Do You Get Enough Choline?
Are You One of the 92% of the Population That Does Not Consume the Adequate Intake of Choline Recommended by the Institute of Medicine?

Do you ingest enough choline?

The Durk Pearson & Sandy Shaw
Life Extension NewsTM
Volume 18 No. 2 - June 2015

Are You One of the 92% of the Population That Does Not Consume the Adequate Intake of Choline Recommended by the Institute of Medicine?

Choline is an Essential Nutrient, But Much More

An article in a food industry trade journal (Hutt. "Choline: the Silent Deficiency,"Prepared Foods, Jan. 2015) warns that Choline is the "Silent Deficiency" and cites Institute of Medicine data from 2007 to 2010 showing that 92% of Americans are not getting the recommended AI (adequate intake) of choline, 550 mg/day for men and 425 mg/day for women (more is recommended in the case of pregnant and lactating women). The article points out the opportunity for the food industry to "do well by doing good" (our words, not the article's) by fortifying foods with choline. As they explain, the FDA allows a claim of a "good" source of choline for a product containing 75 mg of choline chloride or 137.5 mg of choline bitartrate per serving. To be permitted to say your product is an "excellent" source of choline, the FDA requires that the product contains twice this much per serving.

Chances are that you are not getting enough choline in your diet and, unless you take a choline supplement, you are not ingesting the AI recommended by the Institute of Medicine, an amount that (on the basis of the scientific literature) is on the low side of what would be optimal. Here are a few of the important health benefits provided by choline, some of which you have undoubtedly read about but others you are likely to have never heard of. You should know about these if you are not yet taking a choline supplement.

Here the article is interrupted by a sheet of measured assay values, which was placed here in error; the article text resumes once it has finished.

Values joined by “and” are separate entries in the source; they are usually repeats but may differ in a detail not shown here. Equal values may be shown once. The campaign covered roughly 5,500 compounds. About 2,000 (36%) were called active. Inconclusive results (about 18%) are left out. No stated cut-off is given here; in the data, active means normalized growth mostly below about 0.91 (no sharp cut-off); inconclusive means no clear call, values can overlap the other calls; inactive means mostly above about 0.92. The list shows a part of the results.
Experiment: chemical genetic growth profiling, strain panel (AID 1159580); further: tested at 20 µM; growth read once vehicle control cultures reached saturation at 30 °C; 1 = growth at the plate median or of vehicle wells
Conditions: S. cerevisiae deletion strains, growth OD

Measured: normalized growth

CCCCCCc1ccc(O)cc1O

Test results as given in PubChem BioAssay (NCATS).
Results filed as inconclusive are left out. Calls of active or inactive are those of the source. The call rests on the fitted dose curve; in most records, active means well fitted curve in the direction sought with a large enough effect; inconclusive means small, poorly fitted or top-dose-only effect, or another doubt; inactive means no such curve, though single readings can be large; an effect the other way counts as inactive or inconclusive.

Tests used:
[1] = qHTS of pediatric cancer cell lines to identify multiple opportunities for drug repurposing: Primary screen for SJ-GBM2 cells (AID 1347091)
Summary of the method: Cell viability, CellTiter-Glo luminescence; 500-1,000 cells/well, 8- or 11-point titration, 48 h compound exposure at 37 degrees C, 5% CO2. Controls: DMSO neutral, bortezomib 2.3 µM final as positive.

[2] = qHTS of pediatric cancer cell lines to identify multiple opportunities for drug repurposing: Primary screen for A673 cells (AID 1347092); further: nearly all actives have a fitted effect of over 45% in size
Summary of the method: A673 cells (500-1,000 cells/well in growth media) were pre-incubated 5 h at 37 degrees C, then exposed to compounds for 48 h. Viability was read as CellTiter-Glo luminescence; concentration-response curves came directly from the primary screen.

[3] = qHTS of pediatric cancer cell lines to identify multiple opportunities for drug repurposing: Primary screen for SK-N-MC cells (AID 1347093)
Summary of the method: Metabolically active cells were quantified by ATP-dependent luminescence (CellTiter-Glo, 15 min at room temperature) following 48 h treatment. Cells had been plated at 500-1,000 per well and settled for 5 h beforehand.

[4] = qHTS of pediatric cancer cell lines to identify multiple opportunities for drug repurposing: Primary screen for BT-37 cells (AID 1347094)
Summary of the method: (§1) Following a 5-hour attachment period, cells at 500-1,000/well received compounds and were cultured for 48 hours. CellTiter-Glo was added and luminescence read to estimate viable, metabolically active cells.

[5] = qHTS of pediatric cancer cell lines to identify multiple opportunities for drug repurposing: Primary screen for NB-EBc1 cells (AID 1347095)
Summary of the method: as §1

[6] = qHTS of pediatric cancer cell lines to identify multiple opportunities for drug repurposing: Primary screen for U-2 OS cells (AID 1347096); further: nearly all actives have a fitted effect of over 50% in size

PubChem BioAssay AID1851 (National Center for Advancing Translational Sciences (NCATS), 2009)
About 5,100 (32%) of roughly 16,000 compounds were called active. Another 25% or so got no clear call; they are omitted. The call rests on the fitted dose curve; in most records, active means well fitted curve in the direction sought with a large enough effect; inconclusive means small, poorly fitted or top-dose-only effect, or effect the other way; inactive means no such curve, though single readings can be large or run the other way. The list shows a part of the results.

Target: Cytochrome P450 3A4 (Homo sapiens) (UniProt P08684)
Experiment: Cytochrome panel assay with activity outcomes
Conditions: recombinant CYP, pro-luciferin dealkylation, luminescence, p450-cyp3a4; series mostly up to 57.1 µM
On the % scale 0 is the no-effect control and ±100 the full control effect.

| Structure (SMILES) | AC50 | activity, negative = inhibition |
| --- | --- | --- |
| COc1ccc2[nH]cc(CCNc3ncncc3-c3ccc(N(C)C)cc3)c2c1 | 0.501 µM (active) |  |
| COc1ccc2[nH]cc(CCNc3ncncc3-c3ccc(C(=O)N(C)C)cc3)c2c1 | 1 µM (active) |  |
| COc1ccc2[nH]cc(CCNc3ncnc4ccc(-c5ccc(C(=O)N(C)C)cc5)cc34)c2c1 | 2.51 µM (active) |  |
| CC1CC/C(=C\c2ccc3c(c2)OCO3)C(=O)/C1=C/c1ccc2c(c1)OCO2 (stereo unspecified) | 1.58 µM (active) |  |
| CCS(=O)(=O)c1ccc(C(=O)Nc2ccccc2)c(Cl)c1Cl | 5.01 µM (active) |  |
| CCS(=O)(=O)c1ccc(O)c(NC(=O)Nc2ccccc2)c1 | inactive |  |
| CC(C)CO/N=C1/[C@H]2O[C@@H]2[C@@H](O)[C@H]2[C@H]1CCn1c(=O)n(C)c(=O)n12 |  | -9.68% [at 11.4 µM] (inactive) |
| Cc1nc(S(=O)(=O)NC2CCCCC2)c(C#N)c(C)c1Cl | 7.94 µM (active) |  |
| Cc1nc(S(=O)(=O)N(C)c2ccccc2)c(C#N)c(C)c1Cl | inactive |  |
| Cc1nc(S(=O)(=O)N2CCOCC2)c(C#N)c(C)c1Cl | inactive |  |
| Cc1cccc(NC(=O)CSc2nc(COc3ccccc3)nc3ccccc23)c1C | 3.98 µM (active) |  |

NOTE TO OUR READERS: In order to keep this newsletter from expanding beyond the bounds of a reader's reasonable time to spare, we have not included much of what we had written up on beneficial effects of choline. More on that in a later newsletter!

Choline for Memory & Learning

One of the oldest known and studied effects of the cholinergic nervous system is its relation to learning and memory, with one early influential paper from 1974.1 A later paper2 showed that acetylcholine in the forebrain regulates adult hippocampal neurogenesis and learning. A recent paper3 reported that in a community-based population of nondemented individuals, participants in the Framingham Offspring Cohort (744 women and 647 men aged 36–83), higher concurrent dietary choline intake was related to better cognitive performance.

Reference

  • Chiang, Eisenberger, et al. Negative and competitive social interactions are related to heightened proinflammatory cytokine activity. Proc Natl Acad Sci U S A. 109(6):1878–82 (2012).
  • Love, a Book of Quotations, edited by Ann Braybrooks (Dover Publications, 2012).